Who can override a power of attorney?

Cancel power of attorney

While a power of attorney is a great way to have capable people represent you especially when you’re indisposed or for whatever reason, it can also be the case that such people may take advantage of the power given them to your detriment. In such a case or at will, you may want to override the power of attorney given them.

There are three bodies that can override a power of attorney depending on the circumstances of the principal. They are:

1. The Principal

The principal, with or without a reason can override or revoke a power of attorney at any time given that they are of sound mind. The decision to override the POA can be via verbal communication to the attorney or through a legal document announcing the revocation. This document must be served to all relevant institutions with the POA on file so they’re aware of the revocation.

2. The attorney

The person granted the power of attorney may decide at will or in a willful honor of a request, to revoke the POA granted them. They only need to communicate their decision verbally to the principal or through a legal document announcing the decision.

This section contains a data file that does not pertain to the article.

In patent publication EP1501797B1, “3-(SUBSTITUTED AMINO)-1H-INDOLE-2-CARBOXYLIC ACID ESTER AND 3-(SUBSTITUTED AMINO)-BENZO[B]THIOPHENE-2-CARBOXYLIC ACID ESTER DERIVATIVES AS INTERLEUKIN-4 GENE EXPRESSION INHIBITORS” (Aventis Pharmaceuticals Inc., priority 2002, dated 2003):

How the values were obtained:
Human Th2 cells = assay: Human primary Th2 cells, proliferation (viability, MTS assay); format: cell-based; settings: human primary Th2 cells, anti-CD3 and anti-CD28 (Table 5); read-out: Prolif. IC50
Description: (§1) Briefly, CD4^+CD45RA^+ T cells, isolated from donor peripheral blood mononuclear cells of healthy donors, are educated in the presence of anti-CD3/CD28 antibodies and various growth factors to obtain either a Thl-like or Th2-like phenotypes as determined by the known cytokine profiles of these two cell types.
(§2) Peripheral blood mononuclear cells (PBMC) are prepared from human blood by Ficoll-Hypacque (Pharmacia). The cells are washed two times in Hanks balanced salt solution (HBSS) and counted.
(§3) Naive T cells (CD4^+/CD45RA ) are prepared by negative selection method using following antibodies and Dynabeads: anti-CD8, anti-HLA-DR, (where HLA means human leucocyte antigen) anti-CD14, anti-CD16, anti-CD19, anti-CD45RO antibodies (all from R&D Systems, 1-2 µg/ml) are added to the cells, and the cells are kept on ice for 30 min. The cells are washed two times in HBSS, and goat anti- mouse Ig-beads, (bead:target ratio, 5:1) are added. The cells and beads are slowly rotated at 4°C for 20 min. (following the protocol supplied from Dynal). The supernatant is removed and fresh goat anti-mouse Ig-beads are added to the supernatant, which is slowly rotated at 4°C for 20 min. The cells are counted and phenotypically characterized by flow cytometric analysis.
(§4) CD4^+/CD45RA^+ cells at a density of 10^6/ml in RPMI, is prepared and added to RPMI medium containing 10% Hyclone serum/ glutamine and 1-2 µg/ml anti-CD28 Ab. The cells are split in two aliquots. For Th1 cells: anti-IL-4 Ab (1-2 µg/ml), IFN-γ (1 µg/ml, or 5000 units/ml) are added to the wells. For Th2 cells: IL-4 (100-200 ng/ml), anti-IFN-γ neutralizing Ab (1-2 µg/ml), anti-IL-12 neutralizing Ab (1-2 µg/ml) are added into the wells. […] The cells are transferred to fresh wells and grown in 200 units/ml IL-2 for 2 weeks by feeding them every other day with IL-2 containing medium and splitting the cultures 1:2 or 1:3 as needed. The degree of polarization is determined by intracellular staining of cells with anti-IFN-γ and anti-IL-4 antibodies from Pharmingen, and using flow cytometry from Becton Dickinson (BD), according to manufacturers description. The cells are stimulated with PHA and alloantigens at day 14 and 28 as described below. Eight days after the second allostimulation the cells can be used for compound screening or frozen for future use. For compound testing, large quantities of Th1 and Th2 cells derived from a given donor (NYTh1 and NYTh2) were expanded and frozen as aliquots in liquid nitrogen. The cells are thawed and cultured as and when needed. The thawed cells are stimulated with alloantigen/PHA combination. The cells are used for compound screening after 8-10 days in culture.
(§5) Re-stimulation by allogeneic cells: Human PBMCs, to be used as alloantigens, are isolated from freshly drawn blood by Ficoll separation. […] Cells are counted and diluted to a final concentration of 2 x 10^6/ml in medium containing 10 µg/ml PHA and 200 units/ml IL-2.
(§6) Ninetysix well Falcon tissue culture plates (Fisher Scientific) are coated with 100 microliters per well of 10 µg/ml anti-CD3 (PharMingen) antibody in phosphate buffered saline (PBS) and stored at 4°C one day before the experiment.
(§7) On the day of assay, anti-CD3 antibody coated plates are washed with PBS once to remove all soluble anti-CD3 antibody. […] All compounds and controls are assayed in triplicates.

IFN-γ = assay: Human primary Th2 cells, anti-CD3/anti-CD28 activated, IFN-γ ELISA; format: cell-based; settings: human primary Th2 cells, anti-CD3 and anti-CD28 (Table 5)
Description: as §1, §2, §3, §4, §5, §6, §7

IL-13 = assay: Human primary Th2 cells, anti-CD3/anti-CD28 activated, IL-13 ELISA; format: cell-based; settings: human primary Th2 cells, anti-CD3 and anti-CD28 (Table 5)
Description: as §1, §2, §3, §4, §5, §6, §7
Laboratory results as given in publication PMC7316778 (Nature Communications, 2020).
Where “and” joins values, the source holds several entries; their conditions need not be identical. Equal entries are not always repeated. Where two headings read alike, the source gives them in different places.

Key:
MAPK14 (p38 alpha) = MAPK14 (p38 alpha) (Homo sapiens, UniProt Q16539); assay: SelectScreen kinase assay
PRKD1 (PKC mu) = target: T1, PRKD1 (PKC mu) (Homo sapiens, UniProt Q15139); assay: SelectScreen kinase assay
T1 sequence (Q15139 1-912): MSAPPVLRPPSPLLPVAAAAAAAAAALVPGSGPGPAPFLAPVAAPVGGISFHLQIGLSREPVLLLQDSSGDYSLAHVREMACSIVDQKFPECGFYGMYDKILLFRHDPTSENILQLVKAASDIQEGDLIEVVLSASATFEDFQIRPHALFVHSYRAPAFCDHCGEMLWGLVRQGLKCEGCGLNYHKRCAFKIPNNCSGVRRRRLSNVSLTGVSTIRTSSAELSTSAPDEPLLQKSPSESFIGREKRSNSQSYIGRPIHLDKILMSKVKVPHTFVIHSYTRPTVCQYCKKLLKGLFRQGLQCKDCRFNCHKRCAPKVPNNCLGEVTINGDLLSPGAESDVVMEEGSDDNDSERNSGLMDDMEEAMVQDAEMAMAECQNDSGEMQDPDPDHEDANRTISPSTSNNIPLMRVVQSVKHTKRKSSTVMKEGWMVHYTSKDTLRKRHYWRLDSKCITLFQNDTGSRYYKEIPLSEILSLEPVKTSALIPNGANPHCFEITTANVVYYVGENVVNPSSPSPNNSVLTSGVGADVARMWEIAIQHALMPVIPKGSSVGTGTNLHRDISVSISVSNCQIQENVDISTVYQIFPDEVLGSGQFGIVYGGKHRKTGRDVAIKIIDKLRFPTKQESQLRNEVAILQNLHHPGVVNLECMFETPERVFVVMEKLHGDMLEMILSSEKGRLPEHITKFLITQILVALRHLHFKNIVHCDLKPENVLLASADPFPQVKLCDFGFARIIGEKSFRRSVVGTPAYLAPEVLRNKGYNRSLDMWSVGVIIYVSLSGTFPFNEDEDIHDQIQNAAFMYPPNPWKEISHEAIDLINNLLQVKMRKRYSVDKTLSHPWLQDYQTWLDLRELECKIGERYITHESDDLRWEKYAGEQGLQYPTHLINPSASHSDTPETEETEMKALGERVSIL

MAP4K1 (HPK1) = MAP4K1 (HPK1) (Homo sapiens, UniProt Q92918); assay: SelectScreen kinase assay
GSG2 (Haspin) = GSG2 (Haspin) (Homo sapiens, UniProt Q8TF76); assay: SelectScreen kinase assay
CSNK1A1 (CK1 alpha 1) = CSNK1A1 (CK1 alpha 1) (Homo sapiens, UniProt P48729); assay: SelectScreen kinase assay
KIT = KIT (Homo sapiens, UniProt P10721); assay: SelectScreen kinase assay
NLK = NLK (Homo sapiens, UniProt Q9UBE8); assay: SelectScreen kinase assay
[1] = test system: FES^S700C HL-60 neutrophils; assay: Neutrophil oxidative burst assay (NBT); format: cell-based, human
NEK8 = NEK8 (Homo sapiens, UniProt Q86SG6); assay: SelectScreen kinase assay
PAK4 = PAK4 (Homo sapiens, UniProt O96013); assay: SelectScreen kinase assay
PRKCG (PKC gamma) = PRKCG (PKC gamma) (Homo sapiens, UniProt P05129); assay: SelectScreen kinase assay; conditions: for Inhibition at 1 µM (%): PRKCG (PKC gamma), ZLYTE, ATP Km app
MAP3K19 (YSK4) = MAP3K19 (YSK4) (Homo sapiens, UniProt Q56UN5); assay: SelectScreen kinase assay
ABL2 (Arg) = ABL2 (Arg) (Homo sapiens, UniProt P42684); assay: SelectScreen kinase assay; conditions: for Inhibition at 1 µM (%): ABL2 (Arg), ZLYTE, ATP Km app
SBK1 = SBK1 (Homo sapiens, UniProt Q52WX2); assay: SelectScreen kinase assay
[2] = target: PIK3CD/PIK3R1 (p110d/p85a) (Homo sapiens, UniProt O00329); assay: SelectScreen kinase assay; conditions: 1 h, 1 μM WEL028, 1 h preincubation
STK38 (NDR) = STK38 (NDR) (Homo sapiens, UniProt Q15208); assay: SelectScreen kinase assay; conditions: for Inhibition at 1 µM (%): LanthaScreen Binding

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3. The court

In several circumstances, a court of competent jurisdiction can override or revoke a power of attorney. The circumstances may include:

  • Decisions of attorney not in the interest of principal – If family or close relatives determine that the decisions of an attorney-in-fact is detrimental to a mentally incapacitated principal, a case may be brought before a court for determination and possible revocation of the POA. If the court finds the accusations to hold substance, it has the power to override the power of attorney. In such a case, the court may appoint a guardian to temporarily handle the affairs of the mentally unsound principal.
  • Illegal exercise of POA – In the event a POA is non-durable, it is automatically revoked when principal is no longer of sound mind. Suppose an attorney continues to decide on the incapacitated principal’s behalf after such a time, a court can override the decisions and deem them null and void when the matter is brought to it’s attention. Again, the court bears the responsibility of appointing a guardian for such a principal.
  • Invalid POA – A principal must be of sound mind while granting a POA. If it is determined that the POA was granted by a person of unsound mind, the document is legally invalid. A court can therefore override such power of attorney.